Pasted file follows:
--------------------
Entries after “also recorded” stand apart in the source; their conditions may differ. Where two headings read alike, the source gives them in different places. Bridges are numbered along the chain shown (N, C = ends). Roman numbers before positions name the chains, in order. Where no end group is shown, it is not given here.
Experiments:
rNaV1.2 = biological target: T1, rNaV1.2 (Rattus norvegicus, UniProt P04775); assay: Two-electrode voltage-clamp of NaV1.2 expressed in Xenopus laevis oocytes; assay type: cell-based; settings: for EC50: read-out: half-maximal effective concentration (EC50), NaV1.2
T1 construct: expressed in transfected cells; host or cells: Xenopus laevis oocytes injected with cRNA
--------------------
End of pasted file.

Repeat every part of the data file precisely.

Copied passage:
Entries after “also recorded” stand apart in the source; their conditions may differ. Where two headings read alike, the source gives them in different places. Bridges are numbered along the chain shown (N, C = ends). Roman numbers before positions name the chains, in order. Where no end group is shown, it is not given here.
Experiments:
rNaV1.2 = biological target: T1, rNaV1.2 (Rattus norvegicus, UniProt P04775); assay: Two-electrode voltage-clamp of NaV1.2 expressed in Xenopus laevis oocytes; assay type: cell-based; settings: for EC50: read-out: half-maximal effective concentration (EC50), NaV1.2
T1 construct: expressed in transfected cells; host or cells: Xenopus laevis oocytes injected with cRNA